Another interesting comparison is https://nihongonomori.com/ they are pretty much the opposite of most services; no beginner content whatsoever (N3-N1) and entirely taught in Japanese by natives. One would think this would alienate a smaller community but actually they have a very strong non-english student presence (especially since I believe they are home based in Vietnam now). To me it makes more sense to be using Japanese to teach Japanese at this level as most content already has more fundamental definitions that can be described quite easily (and any English I find more of bother at this juncture). I think this is why flexible platforms like Anki will always have a place, because I don’t think teaching beginner material and advance material with the same methods make much sense; to me it looks like more of a platform development convenience just to fill content using the same architecture. WK does this as well and why its usefulness bottlenecks IMO learning more abstract vocab/kanji with zero context other than a silly example sentence. Maybe BP still has a chance to consider this given the additional flexibilities of the platform they have worked on already.

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Try N2 grammar I am assuming? We have access to all of the Try Grammar and Vocab books, so I don’t see why we couldn’t add it. Rather than a path though, it would probably be in the form of a deck, as that will be the system we use going forward.

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Hi! I’m far from being an advanced learner on here so rather than a request i am simply wondering whether or not there would be a need to add かというと〜ない as a grammar point? Or it’s simply the main かというと point being negated and there’s no real incentive to add it? Sorry if my question seems dumb, cheers.

I’ve tried my best to search lessons and post so forgive me if this is already Present or covered. I think that ようで(ようでいて) “it looks as though” and ようであれば(ようならば/ようだったら) “if so” may be missing, although there are lots of similar grammar points so they could maybe fit into an already existing one.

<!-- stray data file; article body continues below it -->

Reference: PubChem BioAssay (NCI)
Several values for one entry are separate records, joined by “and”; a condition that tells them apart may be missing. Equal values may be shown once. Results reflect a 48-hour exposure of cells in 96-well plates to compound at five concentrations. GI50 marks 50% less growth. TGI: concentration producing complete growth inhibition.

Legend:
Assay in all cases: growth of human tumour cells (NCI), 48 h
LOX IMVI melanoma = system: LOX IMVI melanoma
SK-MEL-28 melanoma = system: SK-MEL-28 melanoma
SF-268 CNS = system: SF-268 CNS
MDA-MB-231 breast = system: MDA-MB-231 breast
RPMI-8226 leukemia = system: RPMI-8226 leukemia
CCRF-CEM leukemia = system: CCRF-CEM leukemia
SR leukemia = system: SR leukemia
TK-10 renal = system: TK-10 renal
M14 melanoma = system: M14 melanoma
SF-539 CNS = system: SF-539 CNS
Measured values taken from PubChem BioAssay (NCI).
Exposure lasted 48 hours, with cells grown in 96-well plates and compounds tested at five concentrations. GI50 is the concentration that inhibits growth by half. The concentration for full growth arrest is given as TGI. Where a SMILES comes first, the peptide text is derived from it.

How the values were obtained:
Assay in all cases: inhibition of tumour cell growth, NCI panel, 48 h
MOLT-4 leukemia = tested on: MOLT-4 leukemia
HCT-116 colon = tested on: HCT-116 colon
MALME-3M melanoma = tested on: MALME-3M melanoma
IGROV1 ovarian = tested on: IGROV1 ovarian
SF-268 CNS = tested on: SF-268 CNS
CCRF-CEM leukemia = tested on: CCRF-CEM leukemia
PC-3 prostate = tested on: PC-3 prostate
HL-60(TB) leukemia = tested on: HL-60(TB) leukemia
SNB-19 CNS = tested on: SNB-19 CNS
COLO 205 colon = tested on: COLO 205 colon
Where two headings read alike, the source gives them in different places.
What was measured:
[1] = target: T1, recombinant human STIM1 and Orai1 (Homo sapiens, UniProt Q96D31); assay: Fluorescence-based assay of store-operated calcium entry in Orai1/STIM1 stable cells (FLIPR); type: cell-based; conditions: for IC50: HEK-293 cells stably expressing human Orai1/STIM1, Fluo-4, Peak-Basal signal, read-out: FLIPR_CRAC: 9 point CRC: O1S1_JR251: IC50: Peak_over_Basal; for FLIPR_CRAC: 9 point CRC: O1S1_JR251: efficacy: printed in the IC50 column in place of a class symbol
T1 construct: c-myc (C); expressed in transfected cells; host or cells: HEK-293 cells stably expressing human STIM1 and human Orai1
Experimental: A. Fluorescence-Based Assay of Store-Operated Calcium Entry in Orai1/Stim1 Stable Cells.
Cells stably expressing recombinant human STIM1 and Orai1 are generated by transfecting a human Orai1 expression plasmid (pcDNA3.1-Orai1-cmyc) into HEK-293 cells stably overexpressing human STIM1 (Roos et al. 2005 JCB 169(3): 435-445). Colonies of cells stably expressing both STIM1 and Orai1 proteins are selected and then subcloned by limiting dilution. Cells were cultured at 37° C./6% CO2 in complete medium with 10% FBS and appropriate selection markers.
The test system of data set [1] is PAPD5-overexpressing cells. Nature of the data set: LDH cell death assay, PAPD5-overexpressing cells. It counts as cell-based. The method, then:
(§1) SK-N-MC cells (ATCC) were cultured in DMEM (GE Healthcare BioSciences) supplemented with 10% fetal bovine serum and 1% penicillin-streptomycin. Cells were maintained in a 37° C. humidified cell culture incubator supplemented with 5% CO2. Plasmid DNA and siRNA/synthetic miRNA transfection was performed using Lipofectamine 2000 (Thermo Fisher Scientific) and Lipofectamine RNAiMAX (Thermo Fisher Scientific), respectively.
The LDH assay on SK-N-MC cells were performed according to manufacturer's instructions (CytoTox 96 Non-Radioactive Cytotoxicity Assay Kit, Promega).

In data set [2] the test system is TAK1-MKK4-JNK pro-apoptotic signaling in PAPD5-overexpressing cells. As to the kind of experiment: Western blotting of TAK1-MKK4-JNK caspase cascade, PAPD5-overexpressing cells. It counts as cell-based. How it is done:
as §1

Note on the textbook side of things, is there a precedent on what textbook people use for particular lessons? For instance if people only use 完全 for level 2 and 1 then it makes sense to prioritise that over level 5.

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Here’s a grammar structure I believe is not on the list yet:
Verb[る]だけ + Verb[て]

Found it used like this

Context: The character saying this sentence didn’t know that the book they had borrowed from the library was actually a forbidden book of sorcery.

(この本は) 借りるだけ借りて、しばらく読んでいなかった。返却日が近づいたので慌てて読んでみたら、呪術書であることに気がついた。

This site has an explanation of the grammar structure: 〜だけ〜て|日本語能力試験 JLPTにない文型 : 絵でわかる日本語

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Perhaps another one for the JLPT N0 level deck, given that (at least according to the title of that website you linked) it isn’t found on any of the JLPT levels.

Seems to mean literally “Just did X and X”, which sounds weird in English, so perhaps a better translation would be “Just did X”? As in, “I just borrowed this book and for the moment I haven’t read it.” At least that’s the vibe I’m getting from it. Not sure if it’s the actual meaning though.

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I guess I agree on the JLPT N0 (deck? :eyes: grammar, right? Sorry, I’m out of the loop of things around here) and I think you captured the meaning very well.

「AだけAてB」in the sense of “doing only A and not B” as described on the site with the explanation. As for literal translation on the grammar point, I’ll leave that to someone else, hahhaha.

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OK, I see. Now that I read the explanation on the linked site, there’s this other nuance of only doing X and nothing else.

【説明】
「AだけAてB」は「A以外(いがい)のことはしない」「しなければいけないBをしないで、Aだけする」という意味の文型です。「A」には同(おな)じ動詞(どうし)が入り、「Aだけして、しなければいけないBをしない」「Aだけして、するべきことであるBをしない」 と言いたい時に使われます。

[例]
①山田くんは食べるだけ 食べ 、お金を払わなかった
【A】食べる
【B】お金を払う(するべきこと)
→食べて、お金を払わなかった

②彼は文句を言うだけ 言っ 帰ってしまった
【A】文句を言う
【B】ちゃんと話し合う(するべきこと)
→文句を言う以外のことはしないで帰った

③娘たちは、いつも遊ぶだけ 遊ん 片付けをしない
【A】遊ぶ
【B】片付けをする(するべきこと)
→遊んで、片付けをしない

④父は言いたいことを言うだけ 言っ 、部屋から出ていった
【A】言いたいことを言う
【B】ちゃんと話し合う
→言いたいことを言う以外のことはしないで、部屋から出ていった

⑤彼女は、いつも計画を立てるだけ 立て 実行しない
【A】計画を立てる
【B】計画を実行する
→計画を立てて、実行しない

I was close, but not 100%. Seems like an easy grammar point though.

Thanks for sharing it!!

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Just out of curiosity - is there any ETA for these grammar points, perhaps sometime this year, in time for the JLPT dates?

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Most of these will be coming out this year! First batch is not far off, and then we will release batches probably every month or so after that.

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Nice!

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Perhaps I have not searched deep enough, but I have not seen the humble おります mentioned anywhere except in the forum.
Is it too rare to have a grammar point or at least a fun fact ?

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I think おります is weird one. IIRC. Since it “can” be humble, or it is thought of as in Tokyo. But in some dialects or old-people talk it is normal to say instead of いる. So not sure where I would put that one. So I think it would be enough as a fun fact in another grammar point?
Or did you mean something else?